Saskatoon

Ukrainian family desperate to be aboard charter flight to Saskatchewan from Poland

Oksana Desnytska fled from Ukraine to Poland when the airport in her hometown, Lutsk, was bombed on Feb. 24. Now, she wants her family to be aboard the recently announced charter flight to Saskatchewan but says she isn't sure where to turn for information.

Registration process will begin once the final details of the flight are confirmed

Oksana Desnytska, husband, Serhi, son Arthur and daughter Oleksandra fled to Poland from Ukraine when the airport in her hometown, Lutsk, was bombed on Feb. 24. (Submitted by Oksana Desnytska)

Oksana Desnytska fled to Poland from Lutsk, a city in northwestern Ukraine, when the city's airport was bombed by Russian forces on Feb. 24.

Now, she hopes she and her family will be among the estimated 230 evacuees set to board a recently announced charter flight to Saskatchewan from Warsaw, Poland's capital, but she says details remain missing.

Jeremy Harrison, Saskatchewan's minister of immigration and career training, told CBC News last Friday that there is flexibility around the arrival but the target date is July 4.

Desnytska, 34, who is currently in Rzeszow with her husband, Serhil Desnytski, 34, (editor note: the names of women and men of the same family are slightly different in Ukraine), daughter, Oleksandra, nine, and son, Arthur, three, says she is grateful to the Saskatchewan government for offering her family the chance at a new life.

"Today, all cities in Ukraine can't be safe, especially for children. When my daughter asks me every time why Russia attacked us, I really don't know what to say," she said.

Oksana Desnytska says her daughter Oleksandra keeps asking her for reasons behind Russia's invasion of Ukraine. (Submitted by Oksana Desnytska)

Desnytska says her family is leaving a lot behind. Along with her parents, Desnytska and her husband operated six sports and accessories shops in Ukraine.

"One of our shops was among the many in Kharkiv's shopping centre that was bombed," she said.

The family is closing two more in a few months, because "people have other problems like safety in Ukraine and not shoes."

With hopes of a new life in Canada, Desnytska submitted her application under Canada-Ukraine authorization for emergency travel in March. 

Under that stream, Canada received 312,548 Ukrainian  applications between March 17 and June 15. It has so far approved 136,877 applicants.

"We were waiting for nine weeks to receive our passports," Desnytska said. "But now, we have no information about the charter flights. I don't know who I can ask for information"

Desnytska has found a family willing to host them in Elbow, about 140 kilometres south of Saskatoon, but says she does not know how to get seats on the charter flight.

In an email statement, the Saskatchewan government says the flight registration and selection process is being conducted by Open Arms, a humanitarian aid organization in Warsaw, in partnership with the Ukrainian Embassy.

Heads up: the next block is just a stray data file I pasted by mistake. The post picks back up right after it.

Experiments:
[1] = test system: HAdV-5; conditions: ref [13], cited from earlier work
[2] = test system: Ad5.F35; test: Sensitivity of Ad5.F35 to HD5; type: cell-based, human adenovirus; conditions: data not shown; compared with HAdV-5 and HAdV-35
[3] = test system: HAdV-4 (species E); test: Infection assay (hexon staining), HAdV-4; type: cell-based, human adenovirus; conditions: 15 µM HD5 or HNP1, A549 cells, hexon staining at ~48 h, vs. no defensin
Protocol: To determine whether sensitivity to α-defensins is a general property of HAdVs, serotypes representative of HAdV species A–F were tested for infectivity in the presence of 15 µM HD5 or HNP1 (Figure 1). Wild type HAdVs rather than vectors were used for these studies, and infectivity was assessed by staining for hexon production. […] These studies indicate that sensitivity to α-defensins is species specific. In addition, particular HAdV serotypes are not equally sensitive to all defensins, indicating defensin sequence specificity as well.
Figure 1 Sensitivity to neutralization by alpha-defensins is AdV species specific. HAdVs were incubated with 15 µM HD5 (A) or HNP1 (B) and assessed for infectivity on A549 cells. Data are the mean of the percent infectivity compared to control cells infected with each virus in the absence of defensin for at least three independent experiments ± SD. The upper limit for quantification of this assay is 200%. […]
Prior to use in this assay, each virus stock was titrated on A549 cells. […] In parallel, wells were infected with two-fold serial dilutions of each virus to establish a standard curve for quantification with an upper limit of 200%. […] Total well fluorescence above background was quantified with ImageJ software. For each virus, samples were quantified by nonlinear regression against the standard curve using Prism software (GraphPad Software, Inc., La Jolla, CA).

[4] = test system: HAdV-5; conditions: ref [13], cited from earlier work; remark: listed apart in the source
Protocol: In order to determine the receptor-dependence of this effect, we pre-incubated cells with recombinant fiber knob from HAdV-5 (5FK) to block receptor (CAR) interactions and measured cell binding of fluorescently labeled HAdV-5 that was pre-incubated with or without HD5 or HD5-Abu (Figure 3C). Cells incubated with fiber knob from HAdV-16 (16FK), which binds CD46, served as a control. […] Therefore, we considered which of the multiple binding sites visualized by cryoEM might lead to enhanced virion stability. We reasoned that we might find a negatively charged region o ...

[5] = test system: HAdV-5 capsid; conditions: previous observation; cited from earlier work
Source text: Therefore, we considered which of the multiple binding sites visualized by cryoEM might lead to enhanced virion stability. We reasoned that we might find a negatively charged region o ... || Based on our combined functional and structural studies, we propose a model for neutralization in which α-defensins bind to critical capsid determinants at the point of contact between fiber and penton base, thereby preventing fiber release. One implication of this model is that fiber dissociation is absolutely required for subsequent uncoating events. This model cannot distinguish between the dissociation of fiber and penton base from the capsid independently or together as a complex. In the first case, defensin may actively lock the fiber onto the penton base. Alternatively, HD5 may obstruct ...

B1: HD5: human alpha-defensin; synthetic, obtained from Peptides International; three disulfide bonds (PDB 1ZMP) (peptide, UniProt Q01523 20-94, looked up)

We were waiting for nine weeks to receive our passports. But now we have no information about the charter flights. I don't know who I can ask for information.- Oksana Desnytska, Ukrainian evacuee

"The registration process will begin once the final details of the flight are confirmed. This information will be posted on the Ukrainian Embassy's website when registration begins," the statement says.

According to the government, officials in Saskatchewan are working with partners in Warsaw to determine specific needs of the evacuees prior to the flight leaving Poland that "may include things like having translators available to assist Ukrainians with filling out required customs forms, ArriveCAN app and such."

"We will provide assistance as required, which may include having Saskatchewan officials in Warsaw prior to the flight."

Harrison indicated in his interview last week that the government is continuing to have "longer-term discussions on engagement on this file," and will continue to work directly with the government of Ukraine on how Saskatchewan can continue to help.

The government says it will work to facilitate transportation options for the newcomers whose final destination is a community outside of Regina.

"Government officials, settlement organizations and community partners are working together to ensure newcomers will have easy access to supports and services when they arrive in Saskatchewan, including temporary accommodations, health care, income assistance and other supports."

Oksana Desnytska says the safety of her son Arthur, who turned three in June, and daughter Oleksandra is a big reason for the family's move to Canada. (Submitted by Oksana Desnytska)

Desnytska said her "happy future" remains in Saskatchewan.She hopes to move to Saskatoon after her first stay in Elbow: "In Saskatoon, we want to work and send our children to school and daycare."

She said she never thought of immigrating to Canada as they had a "good life in Ukraine" but with the uncertainty of the Russian invasion, Saskatchewan is her next hope.

"We must do everything to keep our children safe and ensure they have a happy life," she said.

ABOUT THE AUTHOR

Pratyush Dayal covers climate change, immigration and race and gender issues among general news for CBC News in Saskatchewan. He has previously written for the Globe and Mail, the Vancouver Sun, and the Tyee. He holds a master's degree in journalism from UBC and can be reached at pratyush.dayal@cbc.ca

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